The Pioneer (CA) Fire Protection district covers 296 square miles in Eldorado County between Sacramento and Lake Tahoe, largely consisting of rural and agricultural territory that includes approximately 40 vineyards and three large rivers. It’s prime wildland urban interface (WUI) territory, and the department needed a WUI engine to handle the variety of calls that a WUI area requires.
Greg Morford, Pioneer Fire’s captain, says that the apparatus in his district and neighboring fire districts “all are four-wheel drive. Our district runs from about 1,200 feet to 7,000 feet in elevation, so some areas are covered in snow in winter, necessitating four-wheel drive.” The fire district covers a 10,000-person population from one station with six paid firefighters and five volunteers.
The Pioneer Fire Protection District used a FEMA grant to get its new WUI engine—a KME Type 1 pumper on a Severe Service four-wheel-drive chassis and cab with seating for four firefighters, powered by a 450-hp Cummins ISL9 diesel engine, and an Allison 3000 EVS automatic transmission.
Mark Kopunek, KME’s product manager, says the Pioneer Fire rig has a Marmon-Herrington MT-22 front axle that uses a power divider off the rear axle, a Hale Qmax-XS 1,250-gpm pump, a 625-gallon water tank, a 25-gallon foam tank, a Hale CBP4 250-gpm pump for pump and roll, and a FoamPro 1600 foam system. The vehicle has a 42,000-pound GVWR, is 28 feet 7 inches long, and 10 feet one inch tall.
Pioneer’s WUI rig carries Whelen LED warning lights, a Whelen LED brow light, and Whelen 900 LED scene lighting on a galvannealed steel body that has a KME-made hinged aluminum tread plate hosebed cover. Morford points out that the pumper also carries HURST Jaws of Life hydraulic rescue tools, including a power plant, cutter, spreader, and rams. The department is adding a HURST eDRAULIC combi tool to the vehicle shortly.
“The pumper has been in service about a year and has been to a lot of responses, including the November/December 2017 Thomas Fire in the Montecito/Santa Barbara area, which was the largest wildfire in California history, burning 273,400 acres,” Morford points out. “We are very pleased with the pumper’s performance. We also have handled a lot of local area responses with it and have taken it off road a number of times, and it has performed admirably.”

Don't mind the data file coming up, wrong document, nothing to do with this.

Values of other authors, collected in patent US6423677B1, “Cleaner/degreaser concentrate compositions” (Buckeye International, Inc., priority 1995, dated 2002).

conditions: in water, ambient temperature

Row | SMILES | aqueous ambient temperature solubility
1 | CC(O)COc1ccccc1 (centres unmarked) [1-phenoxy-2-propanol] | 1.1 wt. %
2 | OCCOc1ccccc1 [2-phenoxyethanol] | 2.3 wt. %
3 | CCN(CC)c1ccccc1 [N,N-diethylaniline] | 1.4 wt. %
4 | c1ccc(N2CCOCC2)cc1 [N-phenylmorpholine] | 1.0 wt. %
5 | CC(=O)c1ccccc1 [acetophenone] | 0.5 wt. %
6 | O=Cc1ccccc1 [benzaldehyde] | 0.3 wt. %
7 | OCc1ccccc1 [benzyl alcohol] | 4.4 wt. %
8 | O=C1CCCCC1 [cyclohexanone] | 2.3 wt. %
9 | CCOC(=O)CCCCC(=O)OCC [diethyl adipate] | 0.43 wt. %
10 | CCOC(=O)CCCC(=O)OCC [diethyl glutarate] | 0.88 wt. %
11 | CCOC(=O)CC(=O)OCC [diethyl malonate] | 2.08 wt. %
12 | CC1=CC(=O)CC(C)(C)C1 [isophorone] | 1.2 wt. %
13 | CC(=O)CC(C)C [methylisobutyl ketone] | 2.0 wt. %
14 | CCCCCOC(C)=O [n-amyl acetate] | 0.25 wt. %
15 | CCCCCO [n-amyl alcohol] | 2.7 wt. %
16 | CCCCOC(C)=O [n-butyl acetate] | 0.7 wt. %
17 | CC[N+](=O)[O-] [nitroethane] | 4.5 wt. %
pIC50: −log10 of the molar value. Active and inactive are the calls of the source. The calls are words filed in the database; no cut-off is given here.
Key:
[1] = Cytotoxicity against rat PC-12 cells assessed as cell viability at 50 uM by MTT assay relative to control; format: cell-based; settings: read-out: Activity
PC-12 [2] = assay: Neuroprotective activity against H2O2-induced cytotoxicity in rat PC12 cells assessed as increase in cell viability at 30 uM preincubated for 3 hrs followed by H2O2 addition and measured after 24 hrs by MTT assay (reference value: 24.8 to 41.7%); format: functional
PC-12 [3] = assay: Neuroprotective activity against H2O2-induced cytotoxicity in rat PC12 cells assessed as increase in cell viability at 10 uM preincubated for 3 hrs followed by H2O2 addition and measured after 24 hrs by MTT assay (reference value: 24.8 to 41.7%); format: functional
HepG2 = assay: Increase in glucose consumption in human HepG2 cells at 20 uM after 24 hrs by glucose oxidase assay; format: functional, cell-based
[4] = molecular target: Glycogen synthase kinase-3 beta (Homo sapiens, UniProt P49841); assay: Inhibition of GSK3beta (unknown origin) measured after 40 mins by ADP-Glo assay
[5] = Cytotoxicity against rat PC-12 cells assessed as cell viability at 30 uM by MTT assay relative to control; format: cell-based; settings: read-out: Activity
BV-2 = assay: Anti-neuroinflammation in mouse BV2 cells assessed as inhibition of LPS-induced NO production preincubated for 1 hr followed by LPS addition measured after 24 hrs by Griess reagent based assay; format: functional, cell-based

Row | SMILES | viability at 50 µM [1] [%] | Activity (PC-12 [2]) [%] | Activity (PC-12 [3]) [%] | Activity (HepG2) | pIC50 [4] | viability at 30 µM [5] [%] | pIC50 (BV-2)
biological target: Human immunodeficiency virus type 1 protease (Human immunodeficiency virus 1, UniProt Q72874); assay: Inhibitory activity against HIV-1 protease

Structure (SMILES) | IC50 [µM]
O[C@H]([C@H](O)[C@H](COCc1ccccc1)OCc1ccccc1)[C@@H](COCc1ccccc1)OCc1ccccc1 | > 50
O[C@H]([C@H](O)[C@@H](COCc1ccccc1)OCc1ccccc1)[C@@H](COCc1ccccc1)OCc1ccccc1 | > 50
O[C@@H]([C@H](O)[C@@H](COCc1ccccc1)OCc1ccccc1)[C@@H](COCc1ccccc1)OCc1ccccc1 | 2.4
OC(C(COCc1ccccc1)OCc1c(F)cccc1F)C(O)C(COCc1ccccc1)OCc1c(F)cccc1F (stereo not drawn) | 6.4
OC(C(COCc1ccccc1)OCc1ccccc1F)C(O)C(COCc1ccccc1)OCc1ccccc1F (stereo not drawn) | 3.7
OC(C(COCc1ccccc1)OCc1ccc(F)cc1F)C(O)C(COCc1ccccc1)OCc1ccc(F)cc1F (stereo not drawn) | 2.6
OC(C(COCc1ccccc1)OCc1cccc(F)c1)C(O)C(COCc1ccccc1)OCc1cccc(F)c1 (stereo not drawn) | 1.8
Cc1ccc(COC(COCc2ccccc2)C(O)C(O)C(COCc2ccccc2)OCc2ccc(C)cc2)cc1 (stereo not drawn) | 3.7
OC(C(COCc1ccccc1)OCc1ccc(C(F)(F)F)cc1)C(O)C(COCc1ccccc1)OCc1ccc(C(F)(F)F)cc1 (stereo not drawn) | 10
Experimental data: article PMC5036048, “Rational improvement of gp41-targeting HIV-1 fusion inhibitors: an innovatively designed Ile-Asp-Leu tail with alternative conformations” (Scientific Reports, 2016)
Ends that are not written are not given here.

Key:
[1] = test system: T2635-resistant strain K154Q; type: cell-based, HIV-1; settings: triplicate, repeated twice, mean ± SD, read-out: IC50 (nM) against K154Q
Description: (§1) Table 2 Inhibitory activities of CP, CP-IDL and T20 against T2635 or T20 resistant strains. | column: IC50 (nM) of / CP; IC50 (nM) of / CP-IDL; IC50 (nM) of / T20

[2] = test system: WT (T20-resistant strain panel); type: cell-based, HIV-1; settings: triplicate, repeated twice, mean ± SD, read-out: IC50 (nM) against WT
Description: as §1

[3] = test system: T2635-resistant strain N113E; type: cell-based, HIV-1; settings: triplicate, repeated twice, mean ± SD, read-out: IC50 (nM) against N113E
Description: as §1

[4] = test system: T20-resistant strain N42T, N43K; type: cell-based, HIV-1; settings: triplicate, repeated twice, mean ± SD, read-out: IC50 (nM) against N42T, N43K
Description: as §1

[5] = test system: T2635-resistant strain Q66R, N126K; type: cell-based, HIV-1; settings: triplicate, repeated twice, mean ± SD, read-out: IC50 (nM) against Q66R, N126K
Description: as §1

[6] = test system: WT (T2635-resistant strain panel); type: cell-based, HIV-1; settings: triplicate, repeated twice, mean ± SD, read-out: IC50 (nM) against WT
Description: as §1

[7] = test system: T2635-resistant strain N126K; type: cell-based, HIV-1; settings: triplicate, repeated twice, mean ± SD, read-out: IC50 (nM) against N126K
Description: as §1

Kopunek notes that WUI apparatus are popular, especially in the Western and Mountain states. He says that KME recently built a WUI Type 3 pumper for Santa Clara County (CA) Fire Department on an International 7400 4×4 chassis and cab with USSC Valor seating for four firefighters and powered by a 350-hp Cummins ISL9 diesel engine and an Allison 3000 EVS automatic transmission.
He adds that the Santa Clara rig has a Darley JMP 500-gpm two-stage pump, a 500-gallon stainless steel water tank welded into the galvannealed steel body, a Darley auxiliary pump driven by a Kubota diesel engine for pump-and-roll, a Hale FoamLogix 2.1 foam system, an inclinometer in the cab to determine the slope, Whelen M6 LED warning lights, a HiViz LED 46-inch brow light, a Federal EQ2B siren, and a spare tire carrier under the rear of the body.
Kopunek says that for the Grant County (WA) Fire Department, KME built two RidgeRunner WUI units set up for both structural and wildland firefighting, each carrying a Hale 1,500-gpm pump, 800-gallon water tank, 20-gallon foam tank, Hale 100-gpm pump at 150-psi for pump and roll, a FoamPro 1601 foam system, an Akron Brass 3422 deck gun, and an Akron Brass 3462 forestry monitor.
The rigs are built on International 7400 four-wheel-drive chassis and cabs with seating for four firefighters, are 29 feet 4 inches long, 9 feet 8 inches tall, and each has a 350-hp Cummins ISL9 diesel engine, an Allison 3000 EVS automatic transmission, Whelen 900 Series LED lights, Whelen 12-volt telescoping scene lights on the front of the body, and Whelen SmartFire and Federal Q2B sirens.
ALAN M. PETRILLO is a Tucson, Arizona-based journalist, the author of three novels and five nonfiction books, and a member of the Fire Apparatus & Emergency Equipment editorial advisory board. He served 22 years with the Verdoy (NY) Fire Department, including in the position of chief.